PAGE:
I live in the Midwest. My neighborhood was literally a cornfield not so many years ago. I'm supposed to be excited because there is a pond (man-made retention pond, that is) in my neighborhood. I grew up just a few miles from where I live now, in another community rising out of the corn. I am a child of the sea who, by accident, was raised as a child of the corn. I sometimes hear the name "Malachi" whispered in the wind.
For more than a decade of my life, though, I lived in a bucolic New England hamlet just minutes from the beach. The real beach. The ocean beach. I loved going there and enjoying the restorative healing and calm that can only come from hearing power pound on the sand and smelling salt in the air. I spent many an hour pondering life as sand squished through my toes and drew comfort from the proximity of it. I swore I'd never leave.
Life, though, is unpredictable, so I now find myself again landlocked in a foreign place. I feel this most acutely in the summer, when my pores are parched and long for some salt water and expanse of beauty. It's where I live, but it doesn't feel like my home. People who live by the sea are my tribe. There is something about them I can't put into words. They are often salty (pun intended) and brutally honest and fierce in their loyalty and seem almost to be living incarnations of the ocean. Though I grew up here in this dry and landlocked place, I was born by the sea (Newport, RI) and it's in my blood.
This is not to say that the Midwest is a terrible place (people here are very sensitive to the stereotypes of living in a "flyover state", which often aren't true at all, and loyal in their own way to the Hoosier state) or that the people here are not worthy. I love many people of the corn, but I feel kismet with the people of the sea.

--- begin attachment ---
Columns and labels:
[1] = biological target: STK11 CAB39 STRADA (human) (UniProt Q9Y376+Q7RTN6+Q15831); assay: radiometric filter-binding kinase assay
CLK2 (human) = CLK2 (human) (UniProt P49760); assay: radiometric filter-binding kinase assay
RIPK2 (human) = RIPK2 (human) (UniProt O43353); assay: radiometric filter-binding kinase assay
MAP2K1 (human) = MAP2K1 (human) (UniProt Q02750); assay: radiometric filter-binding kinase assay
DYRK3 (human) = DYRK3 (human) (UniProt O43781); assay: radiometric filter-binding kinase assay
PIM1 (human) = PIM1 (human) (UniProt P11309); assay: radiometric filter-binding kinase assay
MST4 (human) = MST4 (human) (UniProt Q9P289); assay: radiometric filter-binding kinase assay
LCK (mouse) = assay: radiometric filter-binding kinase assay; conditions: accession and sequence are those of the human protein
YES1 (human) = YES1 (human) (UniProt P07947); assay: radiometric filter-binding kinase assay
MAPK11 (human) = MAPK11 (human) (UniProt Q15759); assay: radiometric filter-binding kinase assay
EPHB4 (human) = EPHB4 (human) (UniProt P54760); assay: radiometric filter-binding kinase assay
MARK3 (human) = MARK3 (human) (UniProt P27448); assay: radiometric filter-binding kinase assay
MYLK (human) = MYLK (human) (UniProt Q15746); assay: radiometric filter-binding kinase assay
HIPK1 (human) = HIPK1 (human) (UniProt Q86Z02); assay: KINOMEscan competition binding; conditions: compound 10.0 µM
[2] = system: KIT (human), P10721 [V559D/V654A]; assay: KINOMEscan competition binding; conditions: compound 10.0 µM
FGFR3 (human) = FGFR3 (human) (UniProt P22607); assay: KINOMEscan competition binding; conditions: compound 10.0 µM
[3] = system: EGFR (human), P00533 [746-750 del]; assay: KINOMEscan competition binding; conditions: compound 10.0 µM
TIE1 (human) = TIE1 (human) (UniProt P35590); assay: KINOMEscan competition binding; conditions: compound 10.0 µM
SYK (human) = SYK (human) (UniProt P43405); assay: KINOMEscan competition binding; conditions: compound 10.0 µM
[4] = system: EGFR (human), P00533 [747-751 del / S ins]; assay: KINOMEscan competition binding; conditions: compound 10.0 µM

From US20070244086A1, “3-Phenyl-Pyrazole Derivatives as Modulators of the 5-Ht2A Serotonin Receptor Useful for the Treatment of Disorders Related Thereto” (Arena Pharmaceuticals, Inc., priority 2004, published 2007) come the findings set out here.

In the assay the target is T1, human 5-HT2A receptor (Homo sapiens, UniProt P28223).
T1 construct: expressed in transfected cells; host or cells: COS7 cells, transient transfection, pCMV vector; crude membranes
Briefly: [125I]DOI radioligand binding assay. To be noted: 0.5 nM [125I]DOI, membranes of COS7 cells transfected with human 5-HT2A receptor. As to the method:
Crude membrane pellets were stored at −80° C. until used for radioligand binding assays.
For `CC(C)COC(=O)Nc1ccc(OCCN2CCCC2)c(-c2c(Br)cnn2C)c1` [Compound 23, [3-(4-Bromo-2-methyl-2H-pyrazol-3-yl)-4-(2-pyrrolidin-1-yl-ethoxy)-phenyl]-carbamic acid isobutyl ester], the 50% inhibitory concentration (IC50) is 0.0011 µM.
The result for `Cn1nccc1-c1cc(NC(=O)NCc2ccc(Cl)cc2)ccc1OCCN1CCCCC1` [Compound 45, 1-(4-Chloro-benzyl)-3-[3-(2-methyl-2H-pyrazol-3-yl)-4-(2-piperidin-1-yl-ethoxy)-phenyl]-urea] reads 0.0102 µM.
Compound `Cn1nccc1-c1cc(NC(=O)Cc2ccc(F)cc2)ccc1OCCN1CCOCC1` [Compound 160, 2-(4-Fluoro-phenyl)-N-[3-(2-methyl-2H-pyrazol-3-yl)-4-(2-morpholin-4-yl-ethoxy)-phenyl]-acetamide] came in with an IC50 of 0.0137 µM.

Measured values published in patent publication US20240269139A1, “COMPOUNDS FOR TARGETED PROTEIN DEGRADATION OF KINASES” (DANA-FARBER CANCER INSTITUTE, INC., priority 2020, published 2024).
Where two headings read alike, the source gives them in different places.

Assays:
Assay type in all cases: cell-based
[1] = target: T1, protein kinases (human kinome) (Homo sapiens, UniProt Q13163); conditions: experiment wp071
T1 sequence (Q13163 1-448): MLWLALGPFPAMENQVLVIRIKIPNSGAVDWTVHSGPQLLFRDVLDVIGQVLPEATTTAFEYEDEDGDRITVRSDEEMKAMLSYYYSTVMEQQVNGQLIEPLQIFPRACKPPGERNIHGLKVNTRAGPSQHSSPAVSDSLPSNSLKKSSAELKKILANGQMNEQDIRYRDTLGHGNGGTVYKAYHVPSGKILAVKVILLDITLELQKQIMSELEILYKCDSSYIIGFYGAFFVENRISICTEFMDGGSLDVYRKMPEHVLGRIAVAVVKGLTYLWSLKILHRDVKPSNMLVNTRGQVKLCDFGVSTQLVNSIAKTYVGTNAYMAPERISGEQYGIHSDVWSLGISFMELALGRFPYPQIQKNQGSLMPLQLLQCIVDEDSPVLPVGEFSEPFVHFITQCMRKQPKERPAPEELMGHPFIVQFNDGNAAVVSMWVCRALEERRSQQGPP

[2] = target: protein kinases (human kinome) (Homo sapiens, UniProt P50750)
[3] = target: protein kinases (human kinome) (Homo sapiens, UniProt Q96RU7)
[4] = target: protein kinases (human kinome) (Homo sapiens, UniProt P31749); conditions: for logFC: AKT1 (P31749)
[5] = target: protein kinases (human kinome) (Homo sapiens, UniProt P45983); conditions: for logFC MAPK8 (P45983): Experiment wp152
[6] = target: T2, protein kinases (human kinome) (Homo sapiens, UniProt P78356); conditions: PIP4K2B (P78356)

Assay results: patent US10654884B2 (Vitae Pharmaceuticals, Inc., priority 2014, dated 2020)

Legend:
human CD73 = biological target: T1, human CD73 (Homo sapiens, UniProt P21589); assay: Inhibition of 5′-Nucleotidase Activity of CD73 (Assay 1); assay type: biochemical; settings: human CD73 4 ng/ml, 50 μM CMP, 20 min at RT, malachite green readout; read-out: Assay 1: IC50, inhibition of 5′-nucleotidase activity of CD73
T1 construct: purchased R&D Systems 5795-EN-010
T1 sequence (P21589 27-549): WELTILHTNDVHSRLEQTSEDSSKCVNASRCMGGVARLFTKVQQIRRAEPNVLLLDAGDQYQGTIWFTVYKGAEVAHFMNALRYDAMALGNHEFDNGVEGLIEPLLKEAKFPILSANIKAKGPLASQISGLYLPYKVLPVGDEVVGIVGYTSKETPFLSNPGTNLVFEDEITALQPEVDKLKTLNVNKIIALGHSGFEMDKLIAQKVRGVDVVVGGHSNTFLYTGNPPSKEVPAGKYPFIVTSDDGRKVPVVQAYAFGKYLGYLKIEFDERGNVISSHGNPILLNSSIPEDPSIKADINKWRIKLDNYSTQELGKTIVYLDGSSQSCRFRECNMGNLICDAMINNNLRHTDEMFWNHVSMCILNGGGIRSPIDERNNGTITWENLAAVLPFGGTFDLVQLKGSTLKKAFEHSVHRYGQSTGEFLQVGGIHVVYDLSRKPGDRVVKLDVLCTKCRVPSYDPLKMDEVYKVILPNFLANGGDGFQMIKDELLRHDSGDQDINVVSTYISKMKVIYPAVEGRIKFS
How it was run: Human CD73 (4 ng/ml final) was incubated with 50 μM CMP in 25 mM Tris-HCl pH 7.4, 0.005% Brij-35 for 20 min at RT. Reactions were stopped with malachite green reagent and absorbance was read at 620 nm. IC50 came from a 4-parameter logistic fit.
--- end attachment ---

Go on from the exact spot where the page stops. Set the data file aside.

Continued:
There is a heaviness in my heart as I slather sunscreen on to go lie by a pool which tries so hard to be a beach, with fake palm tress and "wave runner" machines. "We have lakes and reservoirs!" my friends exclaim. Yes, I think, but it's not the same. There isn't wild, reckless beauty at a lake or a reservoir. "You're a snob," they sometimes say. Perhaps I am, just a little bit. I'm trying to fit in here, but my toes and hands and face ache to submerge in the frigid water of the northeast, or in the warm and less intense waters of southern California. I want to strap on some SCUBA gear again and enjoy the peace of the depths where the only noise is the bubbles of my own breath rising and escaping into the air. I long to be around other ocean people who understand me and who hold the water dear.
I've gone back to visit a handful of times, and my lungs expand more the closer I get to "home." My stress leaves, and my body rejoices. When I leave, my tears are the closest I know I'll be to salt water for some time. I was married for the second time on a beach, surrounded by my sea-friends, and it was a truly magical day. I tell myself it's where I will live again before I die. I have to believe it.
In the meantime, I'll scroll through the scores of pictures I have of those years, close my eyes, and remember. And I'll make the best of my time here, landlocked though it may be. And maybe I'll learn to love a lake as much.
Courtney is a most fabulous writer and elementary high-ability teacher. She is the author of two novels - see the "Cate Books" page of this site for information! Watch for updates about future books that need to be part of your personal library. In the meanwhile, enjoy her pithy life observations.